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FOR IMMEDIATE RELEASE
COURTNEY HARRINGTON RECOGNIZED BY GOVERNMENT
City Director of Information Technology Courtney Harrington has been recognized by Government Technology magazine as one of the nation’s leading specialists in the area of government information technology (IT). The magazine credited Harrington for “creating one of the most digitally advanced cities in the country.”
Government Technology’s second annual Top 25 issue, published in March, 2003, selected this year’s honorees from a broad range of legislators, chief information officers, mayors, governors and others who have played key roles in improving government services and advancing the application of digital technology at the federal, state and local government levels.
Nominees were selected on the basis of the following criteria:
· They were active in federal, state or local government in 2002.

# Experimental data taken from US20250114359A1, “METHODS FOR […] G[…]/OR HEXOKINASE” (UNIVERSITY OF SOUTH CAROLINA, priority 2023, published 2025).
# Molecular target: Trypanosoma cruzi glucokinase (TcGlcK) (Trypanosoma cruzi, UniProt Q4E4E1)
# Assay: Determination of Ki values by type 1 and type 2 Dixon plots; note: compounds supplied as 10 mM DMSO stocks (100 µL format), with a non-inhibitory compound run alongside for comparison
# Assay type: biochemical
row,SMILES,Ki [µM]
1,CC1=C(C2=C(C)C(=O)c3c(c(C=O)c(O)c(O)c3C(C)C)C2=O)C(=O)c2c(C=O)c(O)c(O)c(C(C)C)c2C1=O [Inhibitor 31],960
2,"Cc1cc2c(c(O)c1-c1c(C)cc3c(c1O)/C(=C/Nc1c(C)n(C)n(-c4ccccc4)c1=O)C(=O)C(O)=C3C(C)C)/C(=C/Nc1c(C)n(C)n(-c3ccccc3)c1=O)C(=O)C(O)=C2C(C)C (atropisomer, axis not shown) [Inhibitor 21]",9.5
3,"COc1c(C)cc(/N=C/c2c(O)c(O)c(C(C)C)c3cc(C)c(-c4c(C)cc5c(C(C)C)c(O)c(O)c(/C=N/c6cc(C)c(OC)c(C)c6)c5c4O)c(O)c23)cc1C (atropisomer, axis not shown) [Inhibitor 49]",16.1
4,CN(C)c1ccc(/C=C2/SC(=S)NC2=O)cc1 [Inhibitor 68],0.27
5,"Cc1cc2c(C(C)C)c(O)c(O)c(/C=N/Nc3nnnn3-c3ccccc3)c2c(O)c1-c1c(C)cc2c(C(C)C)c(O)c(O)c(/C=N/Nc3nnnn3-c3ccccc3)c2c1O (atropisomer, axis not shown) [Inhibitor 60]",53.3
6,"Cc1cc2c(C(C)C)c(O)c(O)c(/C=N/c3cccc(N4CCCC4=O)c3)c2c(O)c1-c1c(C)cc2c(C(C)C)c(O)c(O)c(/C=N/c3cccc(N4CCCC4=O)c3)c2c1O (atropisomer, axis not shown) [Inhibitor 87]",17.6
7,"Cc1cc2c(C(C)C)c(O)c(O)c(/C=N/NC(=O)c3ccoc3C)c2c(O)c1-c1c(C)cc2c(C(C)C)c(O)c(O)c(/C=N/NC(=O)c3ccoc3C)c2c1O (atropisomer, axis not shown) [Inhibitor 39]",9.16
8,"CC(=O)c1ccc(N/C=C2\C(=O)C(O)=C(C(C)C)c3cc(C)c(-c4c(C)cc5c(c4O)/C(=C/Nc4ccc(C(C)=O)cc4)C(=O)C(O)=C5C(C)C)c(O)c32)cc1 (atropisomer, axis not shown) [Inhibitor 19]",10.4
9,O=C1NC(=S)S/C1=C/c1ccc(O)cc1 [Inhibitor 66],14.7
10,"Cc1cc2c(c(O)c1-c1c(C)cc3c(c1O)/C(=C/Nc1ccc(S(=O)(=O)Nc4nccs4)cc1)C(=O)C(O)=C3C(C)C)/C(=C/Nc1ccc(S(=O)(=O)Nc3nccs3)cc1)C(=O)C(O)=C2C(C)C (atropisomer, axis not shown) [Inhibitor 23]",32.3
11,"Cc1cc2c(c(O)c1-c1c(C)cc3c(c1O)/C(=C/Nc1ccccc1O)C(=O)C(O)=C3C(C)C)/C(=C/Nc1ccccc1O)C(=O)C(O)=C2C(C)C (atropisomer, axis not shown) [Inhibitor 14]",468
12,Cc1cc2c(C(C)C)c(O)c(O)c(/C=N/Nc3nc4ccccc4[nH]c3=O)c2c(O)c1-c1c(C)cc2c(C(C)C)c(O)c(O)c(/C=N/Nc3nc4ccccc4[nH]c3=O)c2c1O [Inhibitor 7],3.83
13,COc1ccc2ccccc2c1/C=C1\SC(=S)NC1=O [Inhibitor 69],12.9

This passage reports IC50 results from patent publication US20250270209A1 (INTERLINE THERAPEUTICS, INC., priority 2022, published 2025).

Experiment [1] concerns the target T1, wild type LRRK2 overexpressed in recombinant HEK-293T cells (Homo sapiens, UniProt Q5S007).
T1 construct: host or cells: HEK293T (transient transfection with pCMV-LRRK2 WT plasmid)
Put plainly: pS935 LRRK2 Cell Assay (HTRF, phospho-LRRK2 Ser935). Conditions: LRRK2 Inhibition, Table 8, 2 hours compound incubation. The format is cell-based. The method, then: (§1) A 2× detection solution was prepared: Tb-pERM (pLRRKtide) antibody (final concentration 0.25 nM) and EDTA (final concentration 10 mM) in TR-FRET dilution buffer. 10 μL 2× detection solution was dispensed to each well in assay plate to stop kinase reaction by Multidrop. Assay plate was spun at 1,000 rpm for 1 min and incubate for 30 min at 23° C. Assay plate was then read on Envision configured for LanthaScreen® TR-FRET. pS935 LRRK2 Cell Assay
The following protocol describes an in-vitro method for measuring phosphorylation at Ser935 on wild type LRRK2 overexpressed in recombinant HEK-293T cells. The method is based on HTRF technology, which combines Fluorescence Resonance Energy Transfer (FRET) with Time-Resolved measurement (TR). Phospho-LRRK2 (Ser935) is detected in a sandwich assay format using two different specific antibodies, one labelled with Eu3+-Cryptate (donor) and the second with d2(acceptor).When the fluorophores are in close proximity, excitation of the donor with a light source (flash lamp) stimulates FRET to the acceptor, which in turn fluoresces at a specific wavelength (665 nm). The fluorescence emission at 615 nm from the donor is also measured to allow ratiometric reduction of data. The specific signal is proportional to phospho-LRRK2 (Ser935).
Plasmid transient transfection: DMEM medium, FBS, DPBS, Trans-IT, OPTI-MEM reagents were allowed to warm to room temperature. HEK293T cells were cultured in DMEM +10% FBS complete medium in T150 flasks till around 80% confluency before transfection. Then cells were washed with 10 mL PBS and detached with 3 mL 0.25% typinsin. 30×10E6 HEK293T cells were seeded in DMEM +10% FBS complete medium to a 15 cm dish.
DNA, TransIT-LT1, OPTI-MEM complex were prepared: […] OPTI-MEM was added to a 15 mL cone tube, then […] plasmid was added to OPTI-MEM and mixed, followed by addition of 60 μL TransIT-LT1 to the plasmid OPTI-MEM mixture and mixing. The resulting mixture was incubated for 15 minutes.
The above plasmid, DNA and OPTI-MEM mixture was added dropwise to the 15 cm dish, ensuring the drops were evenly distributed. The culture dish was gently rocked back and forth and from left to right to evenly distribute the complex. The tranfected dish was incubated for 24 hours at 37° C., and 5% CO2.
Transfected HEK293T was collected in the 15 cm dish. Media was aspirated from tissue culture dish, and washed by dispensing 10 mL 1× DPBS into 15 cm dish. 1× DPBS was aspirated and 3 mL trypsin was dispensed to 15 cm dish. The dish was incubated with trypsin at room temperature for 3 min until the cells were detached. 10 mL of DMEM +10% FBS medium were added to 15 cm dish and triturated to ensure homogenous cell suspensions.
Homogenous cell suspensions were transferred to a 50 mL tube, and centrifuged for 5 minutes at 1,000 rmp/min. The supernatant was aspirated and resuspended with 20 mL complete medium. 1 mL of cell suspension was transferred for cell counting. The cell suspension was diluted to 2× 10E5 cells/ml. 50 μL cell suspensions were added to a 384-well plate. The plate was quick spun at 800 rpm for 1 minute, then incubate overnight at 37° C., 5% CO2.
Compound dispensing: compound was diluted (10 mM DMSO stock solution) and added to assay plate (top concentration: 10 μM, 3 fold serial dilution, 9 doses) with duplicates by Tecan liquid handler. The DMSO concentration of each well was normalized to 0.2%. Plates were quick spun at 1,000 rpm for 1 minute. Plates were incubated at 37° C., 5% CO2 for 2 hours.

· They demonstrated e-government leadership that significantly changed the landscape of their jurisdiction.
· Their efforts served as a model for other jurisdictions or government sectors.
· Their work positively impacted government operations and served the constituents of their jurisdiction.
· They are visionaries who embrace innovation.
Mayor Jeremy Harris credited Harrington with engineering the development of Honolulu’s award-winning Web site, and said the City’s CIO deserved to be recognized as among the best in his field. “I’m very proud of the work Courtney and our entire IT team have done to make City government more efficient and improve the delivery of services to our citizens. Through timely and creative applications of information technology we’ve been able to streamline workflow and save millions of tax dollars,” the Mayor said.
Over the last two years the annual Digital Cities Survey, sponsored by the Center for Digital Government, has ranked Honolulu No. 1 in the nation in the use of digital technology to improve the delivery of government services. Honolulu’s Web site was also ranked first among cities with populations between 250,000 and 500,000 by the Civic Resource Center in 2001.
|Thursday, March 06, 2003|